Mumbai: In a world of plastic intentions, plastic promises and plastic bags, while the latter are the city’s civic agency’s obvious priority, the other two components cannot be overlooked. Why else would Brihanmumbai Municipal Corporation (BMC), which recently ran a campaign between June 17 and July 18 against plastic less than 50 microns thick, sell it back by the hordes to the highest bidder? The corporation has always insisted that the main reason for the 2005 floods in Mumbai was the uncontrolled use of the synthetic item.
According to civic officials, when the quantity of seized plastic reaches 1 lakh kg, BMC auctions it off. “Last year 1 lakh kg of plastic was sold at Rs 27 lakh. This practice has been going on for years as there is no other alternative with BMC to dispose of these items,” informed a senior civic official from the solid waste management department. While he added that the winning bidder is told to recycle, there is no means to verify whether he actually complies.
During its month-long drive, BMC gave instructions to all ward offices to set up a surveillance squad with four officers from various departments — including solid waste management, building and factory, maintenance, and security. Shopkeeper and manufacturers found breaking rules were penalised.
The civic agency, which has cracked down on the rampant use of thin plastic, sells it back to the highest bidder.
Running in circles
The civic body earns nearly Rs 50 lakh every year through the fines collected from those using banned plastic. The corporation then earns a tidy sum through the auction process. But, the whole purpose of keeping the city clean is defeated. Rajendra Bhonsale, deputy municipal commissioner (special) said, “We auction off the plastic, but it’s not like we do not monitor the buyers. The plastic has to be shredded and recycled.” But employees at ward offices don’t agree. An official from F-South ward said, “No one checks whether the buyers recycle or not. They usually just sell it further to make a profit.”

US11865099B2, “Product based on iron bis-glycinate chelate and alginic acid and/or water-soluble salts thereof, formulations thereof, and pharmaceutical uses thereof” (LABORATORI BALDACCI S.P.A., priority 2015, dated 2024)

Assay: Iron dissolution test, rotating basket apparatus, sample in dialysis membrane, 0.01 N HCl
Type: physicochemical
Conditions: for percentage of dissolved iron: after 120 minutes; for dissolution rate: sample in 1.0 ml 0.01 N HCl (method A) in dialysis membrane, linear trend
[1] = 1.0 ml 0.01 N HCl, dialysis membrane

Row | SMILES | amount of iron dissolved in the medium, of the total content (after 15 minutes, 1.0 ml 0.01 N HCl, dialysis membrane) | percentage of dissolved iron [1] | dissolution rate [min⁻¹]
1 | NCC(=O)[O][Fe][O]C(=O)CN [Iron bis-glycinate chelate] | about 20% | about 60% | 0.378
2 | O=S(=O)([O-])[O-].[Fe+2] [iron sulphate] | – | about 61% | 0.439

Standing committee chairman Rahul Shewale said, “We are in the process of setting up a system where plastic gets recycled or disposed of so that the drains do not get clogged. I will have to find out more on the complaints regarding the auctioning.”
According to BMC statistics, the city generates about 8,000 tonnes of garbage every day, of which 15 per cent comprises plastic waste. Ragpickers collect about 12 per cent of this and only three per cent reaches dumping grounds.
1 lakh: Kilos of plastic bags BMC auctioned last year
Rs 27 lakh: The money they raked in
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A 100 per cent ban on plastic bags is in effect in Himachal Pradesh, Sikkim, Kerala and hill stations like Matheran.
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